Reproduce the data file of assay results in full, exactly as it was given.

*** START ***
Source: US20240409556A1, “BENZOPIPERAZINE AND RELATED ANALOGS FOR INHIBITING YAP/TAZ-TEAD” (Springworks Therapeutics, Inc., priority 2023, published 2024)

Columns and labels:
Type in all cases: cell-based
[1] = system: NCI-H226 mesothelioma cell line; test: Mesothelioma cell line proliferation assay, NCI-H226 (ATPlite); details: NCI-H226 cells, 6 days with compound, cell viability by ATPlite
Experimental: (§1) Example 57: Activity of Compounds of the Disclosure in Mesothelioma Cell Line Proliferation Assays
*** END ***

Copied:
Source: US20240409556A1, “BENZOPIPERAZINE AND RELATED ANALOGS FOR INHIBITING YAP/TAZ-TEAD” (Springworks Therapeutics, Inc., priority 2023, published 2024)

Columns and labels:
Type in all cases: cell-based
[1] = system: NCI-H226 mesothelioma cell line; test: Mesothelioma cell line proliferation assay, NCI-H226 (ATPlite); details: NCI-H226 cells, 6 days with compound, cell viability by ATPlite
Experimental: (§1) Example 57: Activity of Compounds of the Disclosure in Mesothelioma Cell Line Proliferation Assays